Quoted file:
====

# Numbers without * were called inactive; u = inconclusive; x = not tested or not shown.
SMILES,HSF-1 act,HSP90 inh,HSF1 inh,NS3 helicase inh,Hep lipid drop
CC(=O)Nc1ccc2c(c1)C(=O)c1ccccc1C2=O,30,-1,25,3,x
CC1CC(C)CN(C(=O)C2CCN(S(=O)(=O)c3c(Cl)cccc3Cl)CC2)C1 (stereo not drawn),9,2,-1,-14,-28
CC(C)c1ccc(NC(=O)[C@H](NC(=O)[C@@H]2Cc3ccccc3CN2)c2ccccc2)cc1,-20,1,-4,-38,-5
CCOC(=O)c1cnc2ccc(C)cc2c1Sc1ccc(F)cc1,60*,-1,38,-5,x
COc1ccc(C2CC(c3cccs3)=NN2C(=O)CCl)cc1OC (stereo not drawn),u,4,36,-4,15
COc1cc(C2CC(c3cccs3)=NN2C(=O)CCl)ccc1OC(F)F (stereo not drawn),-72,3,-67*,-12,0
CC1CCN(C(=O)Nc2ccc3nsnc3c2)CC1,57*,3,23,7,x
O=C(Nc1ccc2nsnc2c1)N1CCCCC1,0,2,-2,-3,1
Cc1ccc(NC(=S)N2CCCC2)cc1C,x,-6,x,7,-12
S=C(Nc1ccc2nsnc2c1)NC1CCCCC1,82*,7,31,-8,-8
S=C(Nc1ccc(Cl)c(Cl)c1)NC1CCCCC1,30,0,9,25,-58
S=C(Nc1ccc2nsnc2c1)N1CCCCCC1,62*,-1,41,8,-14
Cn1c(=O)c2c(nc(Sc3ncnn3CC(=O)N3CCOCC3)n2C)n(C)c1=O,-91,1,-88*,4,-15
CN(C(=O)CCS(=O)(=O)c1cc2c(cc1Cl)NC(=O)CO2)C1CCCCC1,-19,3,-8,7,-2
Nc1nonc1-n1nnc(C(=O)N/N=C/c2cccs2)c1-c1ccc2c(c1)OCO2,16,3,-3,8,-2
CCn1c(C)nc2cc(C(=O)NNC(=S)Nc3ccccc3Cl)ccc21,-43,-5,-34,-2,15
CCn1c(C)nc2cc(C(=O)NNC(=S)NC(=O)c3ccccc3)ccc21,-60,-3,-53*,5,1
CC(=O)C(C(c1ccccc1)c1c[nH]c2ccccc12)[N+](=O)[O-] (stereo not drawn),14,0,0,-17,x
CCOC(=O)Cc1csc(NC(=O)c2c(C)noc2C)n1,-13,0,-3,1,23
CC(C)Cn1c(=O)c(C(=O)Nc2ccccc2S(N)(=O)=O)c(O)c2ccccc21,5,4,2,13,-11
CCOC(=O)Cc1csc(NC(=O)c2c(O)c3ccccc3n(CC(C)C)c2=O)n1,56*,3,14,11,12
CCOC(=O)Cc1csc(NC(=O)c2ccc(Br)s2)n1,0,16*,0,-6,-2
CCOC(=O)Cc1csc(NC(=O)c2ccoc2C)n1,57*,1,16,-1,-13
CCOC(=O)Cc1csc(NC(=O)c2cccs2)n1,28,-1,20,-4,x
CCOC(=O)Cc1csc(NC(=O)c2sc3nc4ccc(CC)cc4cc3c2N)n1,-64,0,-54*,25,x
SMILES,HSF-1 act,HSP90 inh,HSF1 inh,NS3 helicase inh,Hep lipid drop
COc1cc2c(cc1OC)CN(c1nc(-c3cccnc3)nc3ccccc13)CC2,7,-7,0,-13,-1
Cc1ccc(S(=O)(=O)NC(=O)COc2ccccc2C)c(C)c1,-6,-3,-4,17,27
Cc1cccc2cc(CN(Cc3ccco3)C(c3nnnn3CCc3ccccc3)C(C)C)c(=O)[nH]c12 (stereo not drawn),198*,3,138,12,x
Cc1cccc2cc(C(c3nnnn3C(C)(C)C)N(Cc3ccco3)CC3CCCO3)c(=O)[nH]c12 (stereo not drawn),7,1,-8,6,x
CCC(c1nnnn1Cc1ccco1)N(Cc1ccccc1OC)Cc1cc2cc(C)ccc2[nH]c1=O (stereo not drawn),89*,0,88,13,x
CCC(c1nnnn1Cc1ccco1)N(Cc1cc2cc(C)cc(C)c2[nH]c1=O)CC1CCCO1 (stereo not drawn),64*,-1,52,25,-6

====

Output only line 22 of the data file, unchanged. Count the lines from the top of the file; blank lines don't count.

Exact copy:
CC(C)Cn1c(=O)c(C(=O)Nc2ccccc2S(N)(=O)=O)c(O)c2ccccc21,5,4,2,13,-11